• Ropsten is still a valid testnet and still being used. Please don't declare it dead as some people invested a lot of work to keep it alive: Ropsten @ Github – larsl Jul 8 '17 at 9:27
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Frontier is the name of Etheneum's current release stage. It is for early adopters, experimenters. When it was released, there were no Graphical User Interface available, everything had to be done with the command line. Also, some technical issues were to be expected often. For some serious use, people were encouraged to wait for the next phase, Homestead.

Olympic was the stage before the launch of 'Frontier'. It was also the name of the testnet. Ethereum DEV team announced some prizes for people trying to exercise the test network (creating lots of transactions, trying to find and exploit vulnerabilities etc). It is not available anymore.

Morden is the new testnet, which was created after Ethereum was launched. The size of Olympic blockchain was very large, and it also had some issue with keys (private keys created on Olympics could potentially be vulnerable).

When the Ethereum just launched, the first users had to switch from testnet to mainnet, therefore there were switches --frontier (for main net) and --olympic (for test net). Also, people who won prizes in Olympic had to post special transactions there to claim reward. Therefore they wanted to sometimes run olympic network. But now --olympic is not useful anymore and will probably be removed soon.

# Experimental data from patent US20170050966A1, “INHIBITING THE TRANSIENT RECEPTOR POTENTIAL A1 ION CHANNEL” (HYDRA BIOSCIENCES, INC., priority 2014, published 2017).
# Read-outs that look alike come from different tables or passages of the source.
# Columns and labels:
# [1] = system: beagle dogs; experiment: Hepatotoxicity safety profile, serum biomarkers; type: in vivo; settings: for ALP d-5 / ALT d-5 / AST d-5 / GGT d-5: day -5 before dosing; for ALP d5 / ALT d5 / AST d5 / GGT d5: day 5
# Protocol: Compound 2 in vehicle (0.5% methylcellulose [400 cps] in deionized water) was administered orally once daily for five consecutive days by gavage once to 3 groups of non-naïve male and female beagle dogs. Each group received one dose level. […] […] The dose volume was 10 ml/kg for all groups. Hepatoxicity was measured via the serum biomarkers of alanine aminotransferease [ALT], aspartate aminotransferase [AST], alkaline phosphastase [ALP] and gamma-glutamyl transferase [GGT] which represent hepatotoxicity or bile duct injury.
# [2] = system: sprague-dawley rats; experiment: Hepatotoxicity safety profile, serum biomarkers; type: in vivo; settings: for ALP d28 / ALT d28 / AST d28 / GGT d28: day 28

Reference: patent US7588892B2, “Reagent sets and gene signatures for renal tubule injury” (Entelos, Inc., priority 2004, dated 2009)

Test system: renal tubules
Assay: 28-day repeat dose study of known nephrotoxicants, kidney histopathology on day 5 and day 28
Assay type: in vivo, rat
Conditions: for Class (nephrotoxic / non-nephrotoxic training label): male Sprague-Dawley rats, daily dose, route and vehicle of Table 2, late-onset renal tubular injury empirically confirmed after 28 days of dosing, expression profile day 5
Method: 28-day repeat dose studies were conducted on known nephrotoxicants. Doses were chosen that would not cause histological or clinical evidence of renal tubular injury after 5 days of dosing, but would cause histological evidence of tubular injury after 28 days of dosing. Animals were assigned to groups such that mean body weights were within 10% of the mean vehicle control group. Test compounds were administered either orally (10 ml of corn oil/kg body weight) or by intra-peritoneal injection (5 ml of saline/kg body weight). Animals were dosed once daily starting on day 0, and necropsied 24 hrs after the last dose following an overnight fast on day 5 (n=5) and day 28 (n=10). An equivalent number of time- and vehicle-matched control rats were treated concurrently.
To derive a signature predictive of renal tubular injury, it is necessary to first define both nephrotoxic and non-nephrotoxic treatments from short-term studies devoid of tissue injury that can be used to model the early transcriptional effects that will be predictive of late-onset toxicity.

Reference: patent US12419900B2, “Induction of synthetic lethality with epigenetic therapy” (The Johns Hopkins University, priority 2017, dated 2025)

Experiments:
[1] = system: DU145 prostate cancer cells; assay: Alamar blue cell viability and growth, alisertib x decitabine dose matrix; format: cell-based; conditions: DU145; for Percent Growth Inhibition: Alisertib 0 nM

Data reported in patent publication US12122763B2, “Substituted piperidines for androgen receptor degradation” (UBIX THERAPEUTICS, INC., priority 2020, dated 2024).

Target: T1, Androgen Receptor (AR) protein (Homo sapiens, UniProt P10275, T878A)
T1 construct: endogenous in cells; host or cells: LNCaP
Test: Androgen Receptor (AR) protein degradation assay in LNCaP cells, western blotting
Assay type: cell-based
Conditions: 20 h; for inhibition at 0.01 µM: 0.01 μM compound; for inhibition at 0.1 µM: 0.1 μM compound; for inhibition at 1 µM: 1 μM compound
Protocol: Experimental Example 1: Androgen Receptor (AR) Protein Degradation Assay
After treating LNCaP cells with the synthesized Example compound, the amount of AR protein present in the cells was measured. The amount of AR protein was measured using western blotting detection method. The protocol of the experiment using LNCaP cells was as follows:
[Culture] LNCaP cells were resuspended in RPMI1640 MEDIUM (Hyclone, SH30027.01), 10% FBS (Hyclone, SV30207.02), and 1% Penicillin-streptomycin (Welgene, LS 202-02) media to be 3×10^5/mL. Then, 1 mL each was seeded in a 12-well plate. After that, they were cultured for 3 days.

• 1
    So setting the flat --testnet is equivalent to setting the flat --networkid 2? – TMOTTM Jun 18 '16 at 22:34
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Frontier is the name of the launch and first release of the live Ethereum network. Frontier is the current Ethereum network. It is described more, as well as the names for upcoming releases, here.

Morden is the testnet for Frontier. Any bugs found here, will most likely also happen on Frontier. Responsible developers would test their code on Morden first, before deploying it to Frontier.

Olympic was the name of the Ethereum network before it launched, where various testing and rewards were offered. Any bugs in Olympic, may have already been fixed in Frontier. Think of it as a pre-release and it is now historical with little practical use.

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That´s right. Homestead is the current main network whereas morden is commonly called the 'testnet'. They are both similar beside their content and value. Testnet 'coins' are worthless. While users can create some private chains for development and internal testing, it is interesting to have a network similar to the mainnet where smart contracts and Dapps can be tested in more realistic conditions. Another major difference is that the difficulty is much lower on testnet, allowing people to miner on testnet with a simple CPU.